Bus riders who pay in cash and plan to transfer to SkyTrain later will have to switch to paying with the new Compass card when it arrives or else they'll pay double.

Bus riders who pay in cash and plan to transfer to SkyTrain later will have to switch to paying with the new Compass card when it arrives or else they'll pay double.

Bus-to-SkyTrain transfers costly without smart card

Cash-paying riders who shun TransLink's Compass card will have to pay double to transfer to SkyTrain

Metro Vancouver bus passengers who now pay with cash and use a paper transfer to later board SkyTrain will find themselves paying double if they don’t adopt the Compass card after the new payment system takes effect in 2014.

TransLink says fare boxes on buses won’t be able to issue paper tickets to cash-paying passengers that are compatible with the SkyTrain faregates. Passengers who try to use them will be forced to pay again at a SkyTrain station.

Spokesman Derek Zabel predicts the vast majority of riders will use the Compass card and have no problem but concedes more public education will be needed.

A compatible system on buses would have cost an extra $25 million.

“It wasn’t a cost-effective solution,” he said.

Bus-to-bus paper transfers will still work, as will SkyTrain-to-bus transfers – it’s only bus-to-SkyTrain transfers where tickets will be incompatible.

An estimated 6,000 people a day use bus-to-SkyTrain paper transfers after paying cash.

That’s a small fraction of the more than 1.2 million daily transit trips, Zabel said, noting most riders already use a pass or some other form of pre-paid fare.

While Compass cards are expected to roll out before the end of the year – after an extensive testing period this fall – both the new and the old system will work simultaneously for months before the faregates are fully activated.

“We’re not going to close the gates until people fully understand how to use the system,” Zabel said.

The cards are being configured to replicate existing payment offerings so users can load money on their card and buy the equivalent of a monthly pass or get a similar discount to the FareSaver prepaid ticket booklets by buying ahead.

Discounts will range up to 14 per cent, according to Zabel.

TransLink expects passengers will flock to adopt the reloadable Compass card because of the convenience it will offer – ending the need to go to a store to buy a monthly pass – as well as other advantages like transfer of the balance if the card is lost or stolen.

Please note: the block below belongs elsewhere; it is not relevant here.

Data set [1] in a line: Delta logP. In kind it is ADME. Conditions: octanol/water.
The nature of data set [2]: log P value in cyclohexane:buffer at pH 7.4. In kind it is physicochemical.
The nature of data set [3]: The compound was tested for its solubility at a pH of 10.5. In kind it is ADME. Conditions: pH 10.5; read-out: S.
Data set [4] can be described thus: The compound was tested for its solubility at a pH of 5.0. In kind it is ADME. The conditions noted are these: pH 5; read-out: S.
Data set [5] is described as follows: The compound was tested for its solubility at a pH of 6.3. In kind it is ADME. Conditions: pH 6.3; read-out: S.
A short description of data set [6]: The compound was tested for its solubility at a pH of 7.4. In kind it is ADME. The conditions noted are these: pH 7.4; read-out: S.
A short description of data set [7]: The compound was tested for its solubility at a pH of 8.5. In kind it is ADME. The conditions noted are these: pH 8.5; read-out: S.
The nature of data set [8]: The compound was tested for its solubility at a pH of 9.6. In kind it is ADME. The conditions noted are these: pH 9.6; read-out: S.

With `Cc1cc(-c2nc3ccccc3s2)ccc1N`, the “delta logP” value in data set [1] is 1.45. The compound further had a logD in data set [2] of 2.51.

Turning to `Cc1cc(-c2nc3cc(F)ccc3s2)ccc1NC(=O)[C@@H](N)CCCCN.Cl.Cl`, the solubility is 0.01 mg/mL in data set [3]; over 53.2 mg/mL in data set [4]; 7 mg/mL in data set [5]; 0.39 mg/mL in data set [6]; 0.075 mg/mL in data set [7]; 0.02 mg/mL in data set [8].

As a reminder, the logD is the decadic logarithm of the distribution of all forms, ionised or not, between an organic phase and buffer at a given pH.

Gavin Davies, vice-president of the CAW union local representing Coast Mountain bus drivers, said there’s concern angry passengers who are forced to pay again to board SkyTrain will take out their fury on bus drivers.

“They’re going to immediately retaliate against the next bus driver they see,” he predicted, adding driver assaults could increase.

The move was blasted by transit users on social media and an online petition has been started demanding TransLink abandon the “double transit fee.”

It’s not the only change associated with the Compass card conversion that’s drawing controversy.

TransLink is also axing the Employer Pass Program that offered a 15 per cent discount to employees of participating employers. It was often coupled with employer-offered perks like preferential parking as a way to encourage more transit use while reducing the number of workplace parking stalls required.

“It wasn’t fair,” Zabel said. “Some select people and groups were benefitting while other people weren’t getting that same level of discount.”

TransLink says employer pass users can buy monthly passes now, but in many cases that may cost them more.

TransLink will also phase out FareSaver prepaid tickets in January.

Also being eliminated Jan. 1 is a policy of allowing free travel for family members of monthly pass holders on Sundays and holidays.

 

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